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Tuesday, February 28, 2012

Rethinking Criminal Law Theory

Hart Publishing has just released Rethinking Criminal Law Theory: New Canadian Perspectives in the Philosophy of Domestic, Transnational, and International Criminal Law.  The book was edited by François Tanguay-Renaud and James Stribopoulos, both of Osgoode Hall Law School (York University). 

Here is the table of contents:
PART I Rethinking the Philosophical Foundations of Substantive Domestic Criminal Law
 

A. The Legitimate Scope of Criminal Law and the Methodology of Criminal Law Theory

1. Two Conceptions of Equality before the (Criminal) Law, by Malcolm Thorburn
2. Individual Emergencies and the Rule of Criminal Law, by François Tanguay-Renaud
3. The Wrong, the Bad and the Wayward: Liberalism’s Mala, by Alan Brudner
4. Obscenity without Borders, by Leslie Green
 
B. New Perspectives on Exculpation
 

5. Understanding the Voluntary Act Principle, by Andrew Botterell
6. Mental Disorder and the Instability of Blame in Criminal Law, by Benjamin L Berger
7. Responsibility, Self-respect and the Ethics of Self-pathologization, by Annalise Acorn
8. Excuses and Excusing Conditions, by Dennis Klimchuk
 
PART II Rethinking the Philosophical Foundations of the Domestic Criminal Process
 

9. The Law of Evidence and the Protection of Rights, by Hamish Stewart
10. Packer’s Blind Spot: Low Visibility Encounters and the Limits of Due Process versus Crime Control, by James Stribopoulos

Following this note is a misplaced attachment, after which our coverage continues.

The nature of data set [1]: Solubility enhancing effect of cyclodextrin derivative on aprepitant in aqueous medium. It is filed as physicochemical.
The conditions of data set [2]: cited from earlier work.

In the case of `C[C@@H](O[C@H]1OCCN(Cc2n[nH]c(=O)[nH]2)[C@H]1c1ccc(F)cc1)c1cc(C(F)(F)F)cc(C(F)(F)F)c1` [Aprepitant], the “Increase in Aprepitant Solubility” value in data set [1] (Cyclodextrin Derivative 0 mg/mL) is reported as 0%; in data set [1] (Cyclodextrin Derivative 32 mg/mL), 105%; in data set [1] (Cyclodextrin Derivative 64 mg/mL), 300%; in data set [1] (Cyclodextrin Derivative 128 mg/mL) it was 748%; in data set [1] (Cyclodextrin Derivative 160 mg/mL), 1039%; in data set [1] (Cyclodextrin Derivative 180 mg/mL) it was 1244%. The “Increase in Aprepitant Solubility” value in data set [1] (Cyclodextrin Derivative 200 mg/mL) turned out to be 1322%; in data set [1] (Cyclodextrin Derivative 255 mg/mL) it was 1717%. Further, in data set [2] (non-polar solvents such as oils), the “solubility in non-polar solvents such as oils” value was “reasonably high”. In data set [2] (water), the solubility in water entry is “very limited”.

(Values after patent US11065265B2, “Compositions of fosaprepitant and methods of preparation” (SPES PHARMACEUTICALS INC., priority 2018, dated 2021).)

11. Social Deprivation and Criminal Justice, by Kimberley Brownlee
 
PART III Rethinking International Criminal Law and its Specificities
 
12. Universal Jurisdiction and the Duty to Govern, by Michael Giudice and Matthew Schaeffer
13. International Criminal Law: Between Utopian Dreams and Political Realities, by Margaret Martin
14. Joint Intentions, by Jens David Ohlin
15. Theorizing Duress and Necessity in International Criminal Law, by Dwight Newman
  

10 comments:

Alice Eldridge said...
This comment has been removed by the author.
Alice Eldridge said...

Is confinement of killer enough for the the victims to have justice? On the other hand, is it moral to have whipping or caning as capital punishment?

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criminal defense attorney los angeles said...

The criminal law is one of the most difficult topics in law school. Reading books such as this help me understand various principles involved in local and international laws.

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I have acquired a copy of this book two weeks ago and it's interesting to read some new incites about the utopian dream and the political realities involved in the study of international criminal law.

Krysten Rice said...

This is a criminal law theory information that we should all be aware of. It's possible that we're actually doing it without knowing it, and this could be dangerous. Even lawyer san diego would agree on me with this.

Carlisle Dekerlegand said...

I think it's best to know a professional opinion from serious crime lawyers. After all, ignorance of the law excuses no one.

Karen Galecki said...

I have been a virtual office assistant of a lawyer in Ohio for quite some time now and I must say, this is like the bible of my boss. This book actually inspired me to pursue my Law Degree.

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